When stage magician, Nate Staniforth, becomes disillusioned with traveling around America performing magic tricks on college campuses — and the distinct lack of wonder that it entails, he packs his bags and flies to India to explore the centuries old magic traditions of the subcontinent. Part memoir and part travelogue, the first part explores how Staniforth got into magic and his struggle to achieve everything he always wanted, i.e. the ability to make a living performing magic – a desire far more would-be magicians have than the market will support. However, he finds a disjoint between the feeling of wonder and surprise that made him love magic and what he witnesses in the audience night after night – which include a heaping mix of indifference, skepticism, hostility, and even the occasional pious fear that he is dabbling in dark arts.
In India, he finds a mix of some of the same but also some very different perspectives on magic. One the one hand, he learns that magic tricks aren’t just a good way to break the ice with strangers, but also a means to bridge cultural divides. Sleight of hand doesn’t require perfect communication to build bonds between people. As he travels from Kolkata to Varanasi to Rishikesh to Hardiwar to Delhi to Jodhpur, he shares magic tricks with young and old alike, as well as getting to witness some of India’s magic. The highlight of the trip is when he meets with a family of street magicians from Shadipur Depot slum in Delhi, and can at last exchange ideas and learn about their long lineage as illusionists.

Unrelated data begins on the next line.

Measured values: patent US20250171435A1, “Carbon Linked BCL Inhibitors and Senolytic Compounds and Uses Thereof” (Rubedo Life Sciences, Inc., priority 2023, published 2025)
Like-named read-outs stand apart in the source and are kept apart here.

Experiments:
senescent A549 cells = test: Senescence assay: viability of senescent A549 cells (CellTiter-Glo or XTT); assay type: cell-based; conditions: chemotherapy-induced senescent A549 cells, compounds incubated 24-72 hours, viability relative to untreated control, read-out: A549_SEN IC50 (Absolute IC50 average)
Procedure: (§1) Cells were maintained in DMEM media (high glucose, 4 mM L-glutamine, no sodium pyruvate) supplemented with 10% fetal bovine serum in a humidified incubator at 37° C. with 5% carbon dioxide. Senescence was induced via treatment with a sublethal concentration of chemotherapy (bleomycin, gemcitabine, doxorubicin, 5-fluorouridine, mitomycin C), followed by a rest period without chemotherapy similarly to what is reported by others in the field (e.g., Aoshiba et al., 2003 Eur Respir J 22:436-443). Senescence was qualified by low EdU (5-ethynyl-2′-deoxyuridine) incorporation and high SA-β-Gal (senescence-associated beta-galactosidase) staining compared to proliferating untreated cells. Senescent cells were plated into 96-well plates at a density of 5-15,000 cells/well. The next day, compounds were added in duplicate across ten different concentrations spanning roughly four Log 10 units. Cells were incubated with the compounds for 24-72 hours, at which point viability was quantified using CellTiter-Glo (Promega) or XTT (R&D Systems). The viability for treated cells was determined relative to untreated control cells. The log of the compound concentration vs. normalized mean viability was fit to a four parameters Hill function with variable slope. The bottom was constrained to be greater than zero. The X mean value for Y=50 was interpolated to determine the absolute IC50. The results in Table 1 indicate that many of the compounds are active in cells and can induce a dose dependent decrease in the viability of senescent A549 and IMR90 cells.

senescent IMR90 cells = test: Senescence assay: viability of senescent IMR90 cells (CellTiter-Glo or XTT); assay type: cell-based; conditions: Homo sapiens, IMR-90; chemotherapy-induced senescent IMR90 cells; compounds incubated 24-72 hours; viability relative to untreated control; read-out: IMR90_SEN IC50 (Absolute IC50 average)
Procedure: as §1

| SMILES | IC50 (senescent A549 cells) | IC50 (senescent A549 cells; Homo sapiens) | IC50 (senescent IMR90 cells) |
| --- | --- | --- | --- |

However, Staniforth also finds many Indians who are hostile toward the practice of illusions and magic tricks. To understand this hostility, one must know that historically “godmen” who used illusion and sleight of hand to convince individuals of their divinity were more common than those who practiced it as entertainers. This resulted in a couple different types of hostile witness to magic in India. On the one hand, there is the scientifically-minded individual who is distraught by the image of India as a land of superstition and naively pious followers. (A war on superstition in India probably made it harder to research this book because doing street magic is largely prohibited because of the history of duping people for personal gain.) On the other hand, there are those who are ardent believers who dislike magicians who do magic tricks because it contributes to a general skepticism about their gurus — who such individuals believe can actually do magic. It should be said that variations of those two types of individual could be found almost anywhere, including his home nation of America. What is more uniquely Indian is the individual who fits into a third category of simultaneously believing both of the aforementioned criticisms. That is, said individual believes that any illusion someone like Staniforth performs can be scientifically explained and is merely a deceit against the gullible, but at the same time this person believes that there are spiritual masters who can do “real magic.”
The title, “Here Is Real Magic,” could be received in many ways. However, taking it literally, as though the author believes that there are those in India with supernatural powers, isn’t consistent with the book’s message. In one sense, the title is meant to be controversial, but Staniforth is also indicating that he rediscovered wonder in India — not through the supernatural, but through surrender to the experiences he had there.
As an American who has lived in India for many years now, I found this book to be fascinating in places. I believe that it’s useful both as a call to rediscover the wonder that we usually lose somewhere before adulthood, as well as a primer into the similarities and differences between the Indian and Western mindsets on magic in the modern world. I’d recommend this book, particularly for anyone who has interest in magic.